Even the best contractors specialize in certain areas. For instance, someone who can build almost anything from scratch might not do sheetrocking, and they might hate painting. Good contractors know their specialty inside and out, and they know what they’re not good at, or what they simply prefer not to do. Just like a good contractor, you should be aware that you won’t be able to do every little job in your flip house on your own. This is especially important when it comes to specialties like electricity and plumbing. If you want to make a good name for yourself in the flipping business, you need to ensure a quality job each and every time.

Friday Five // February 1st, 2019

It’s Friday once again, and you know what that means! Time for the Friday Five, our weekly roundup of five fun events happening throughout the Charleston area this weekend. The Big Game might be the talk of the town this week, but there’s lots more going on around the Lowcountry. Take in some student art, get your weekly oyster fix, support our pet-loving community, and more. As always, no matter what you choose to do, the staff and agents here at Johnson & Wilson Real Estate Company hope you have a safe and happy weekend!

Bring the whole family out to the Charleston Area Convention Center this Saturday for the 2019 Lowcountry Family Expo, hosted by Lowcountry Parent. Come be entertained, inspired, informed, and engaged through fun, interactive activities. There will be activity centers, exciting exhibitions, and fun contests. Some of the vendors include the Charleston RiverDogs, Trident United Way, the Lowcountry Children’s Museum, Coastal Kids Dental & Braces, the Carolina Ice Palace, and many more! This event takes place from 10am until 3pm. General admission tickets are $5 for adults and ages 13+. Children age 12 and under get in free.

Get your oyster fix this Saturday evening at the annual Paws & Pearls Oyster Roast at Summerville Country Club. Beginning at 6pm, you can enjoy endless oysters, flowing beer and wine, live music from Saluda Shoals, dancing, and live and silent auctions, all to benefit Dorchester Paws (formerly the Francis R. Willis SPCA). Tickets are $60 and include all the oysters you can eat, food, beer, and wine. All proceeds benefit the animals in care at Dorchester Paws and programs to support the pet-loving community.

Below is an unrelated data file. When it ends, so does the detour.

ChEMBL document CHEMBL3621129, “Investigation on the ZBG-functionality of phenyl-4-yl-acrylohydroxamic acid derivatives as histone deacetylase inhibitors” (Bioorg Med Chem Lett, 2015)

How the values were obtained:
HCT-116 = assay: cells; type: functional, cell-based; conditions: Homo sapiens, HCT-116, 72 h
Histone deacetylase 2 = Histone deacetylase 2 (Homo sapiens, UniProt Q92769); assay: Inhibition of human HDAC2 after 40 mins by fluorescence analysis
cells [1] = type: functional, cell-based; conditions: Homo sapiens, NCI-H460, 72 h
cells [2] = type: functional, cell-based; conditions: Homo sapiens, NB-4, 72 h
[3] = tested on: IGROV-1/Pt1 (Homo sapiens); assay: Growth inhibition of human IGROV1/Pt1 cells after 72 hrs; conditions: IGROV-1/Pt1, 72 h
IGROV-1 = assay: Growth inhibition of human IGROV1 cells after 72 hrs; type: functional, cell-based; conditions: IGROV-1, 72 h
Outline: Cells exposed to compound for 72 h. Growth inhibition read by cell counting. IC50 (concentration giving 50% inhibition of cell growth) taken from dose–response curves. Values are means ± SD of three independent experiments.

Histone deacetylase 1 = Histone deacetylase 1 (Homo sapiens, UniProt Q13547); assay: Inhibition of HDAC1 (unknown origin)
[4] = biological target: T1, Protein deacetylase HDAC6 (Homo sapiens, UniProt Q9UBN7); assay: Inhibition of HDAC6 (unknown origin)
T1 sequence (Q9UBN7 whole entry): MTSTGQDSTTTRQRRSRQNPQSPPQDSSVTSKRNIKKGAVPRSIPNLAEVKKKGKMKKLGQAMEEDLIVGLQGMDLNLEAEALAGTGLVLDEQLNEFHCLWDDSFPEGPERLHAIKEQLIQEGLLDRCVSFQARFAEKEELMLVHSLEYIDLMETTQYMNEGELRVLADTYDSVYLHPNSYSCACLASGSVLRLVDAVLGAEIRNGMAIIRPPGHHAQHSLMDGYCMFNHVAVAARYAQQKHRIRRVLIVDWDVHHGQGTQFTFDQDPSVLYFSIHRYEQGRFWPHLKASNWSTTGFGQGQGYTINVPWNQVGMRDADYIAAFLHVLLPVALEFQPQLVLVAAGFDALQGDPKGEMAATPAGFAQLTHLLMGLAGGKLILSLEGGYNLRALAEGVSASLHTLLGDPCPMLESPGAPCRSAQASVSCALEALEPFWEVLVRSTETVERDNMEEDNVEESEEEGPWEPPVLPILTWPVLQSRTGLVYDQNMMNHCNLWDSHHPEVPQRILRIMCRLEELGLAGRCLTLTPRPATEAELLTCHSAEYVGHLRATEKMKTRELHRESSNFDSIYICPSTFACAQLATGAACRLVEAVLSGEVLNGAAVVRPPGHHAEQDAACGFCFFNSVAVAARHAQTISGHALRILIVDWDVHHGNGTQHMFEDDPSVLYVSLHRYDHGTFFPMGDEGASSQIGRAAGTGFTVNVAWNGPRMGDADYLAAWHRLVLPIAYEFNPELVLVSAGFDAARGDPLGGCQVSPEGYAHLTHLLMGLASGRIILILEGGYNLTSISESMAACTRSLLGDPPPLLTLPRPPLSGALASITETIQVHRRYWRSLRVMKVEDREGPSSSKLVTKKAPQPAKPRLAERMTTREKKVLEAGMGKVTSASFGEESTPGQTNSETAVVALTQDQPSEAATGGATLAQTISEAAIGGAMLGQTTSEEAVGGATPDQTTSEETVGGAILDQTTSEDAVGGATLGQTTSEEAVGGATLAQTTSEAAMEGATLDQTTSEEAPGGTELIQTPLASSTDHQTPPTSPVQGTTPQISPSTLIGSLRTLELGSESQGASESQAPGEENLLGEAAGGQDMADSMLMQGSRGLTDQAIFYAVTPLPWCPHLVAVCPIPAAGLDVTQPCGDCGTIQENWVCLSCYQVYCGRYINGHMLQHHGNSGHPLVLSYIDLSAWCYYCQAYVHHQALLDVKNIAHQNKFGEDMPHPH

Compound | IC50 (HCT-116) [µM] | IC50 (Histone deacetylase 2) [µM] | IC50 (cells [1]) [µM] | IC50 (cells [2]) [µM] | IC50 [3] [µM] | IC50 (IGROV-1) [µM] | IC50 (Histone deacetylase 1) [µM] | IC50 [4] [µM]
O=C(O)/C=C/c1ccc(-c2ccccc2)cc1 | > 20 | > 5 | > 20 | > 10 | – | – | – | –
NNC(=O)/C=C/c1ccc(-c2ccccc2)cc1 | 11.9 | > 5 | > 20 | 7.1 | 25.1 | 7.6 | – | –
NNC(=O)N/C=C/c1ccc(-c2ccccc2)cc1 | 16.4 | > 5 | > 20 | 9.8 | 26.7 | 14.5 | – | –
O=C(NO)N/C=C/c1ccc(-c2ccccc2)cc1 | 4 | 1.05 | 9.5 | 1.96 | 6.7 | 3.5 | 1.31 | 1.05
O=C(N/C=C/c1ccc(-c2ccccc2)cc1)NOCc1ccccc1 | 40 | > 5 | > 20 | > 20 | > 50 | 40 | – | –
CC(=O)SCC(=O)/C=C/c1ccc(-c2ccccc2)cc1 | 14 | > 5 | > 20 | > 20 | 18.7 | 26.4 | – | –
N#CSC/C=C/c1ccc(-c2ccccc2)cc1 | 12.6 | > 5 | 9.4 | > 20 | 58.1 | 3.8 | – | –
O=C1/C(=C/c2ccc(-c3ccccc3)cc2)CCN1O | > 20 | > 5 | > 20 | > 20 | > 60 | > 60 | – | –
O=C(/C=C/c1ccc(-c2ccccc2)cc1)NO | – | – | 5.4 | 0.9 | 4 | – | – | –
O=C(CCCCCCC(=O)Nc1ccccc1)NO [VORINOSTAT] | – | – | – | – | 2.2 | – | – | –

For a unique, family-friendly experience, check out the Art to Go Student Exhibition at the Gibbes Museum this weekend. Art to Go is an in-school outreach program that pairs teaching artists with classroom teachers to allow students to create unique works of art inspired by exhibitions at the Gibbes. It is sponsored in part by the Women’s Council, the South Carolina Arts Commission, and the Town of Kiawah. Students from Mitchell Elementary School, Hunley Park Elementary School, Angel Oak Elementary School, and Northwoods Middle School participated this year and will display their work at the Gibbes. The students were inspired by works in the permanent collection as well as the artists featured in A Dark Place of Dreams: Louise Nevelson with Chakaia Booker, Lauren Fenterstock, and Kate Gilmore as well as Anna Heyward Taylor: Intrepid Explorer.

Join the effort to support and preserve the Morris Island Lighthouse at the Save the Light Half Marathon & 5K this Saturday, February 2nd. Both the half marathon and the 5K race are USATF-certified and will start and end near the Folly Beach Pier. Those who register for the 5K may run or walk, but the half marathon is a run-only event. No earbuds or pets are allowed on the course. Strollers will be permitted in the 5K only, but those with strollers must start behind the other runners and walkers. Awards and food will be provided after the race.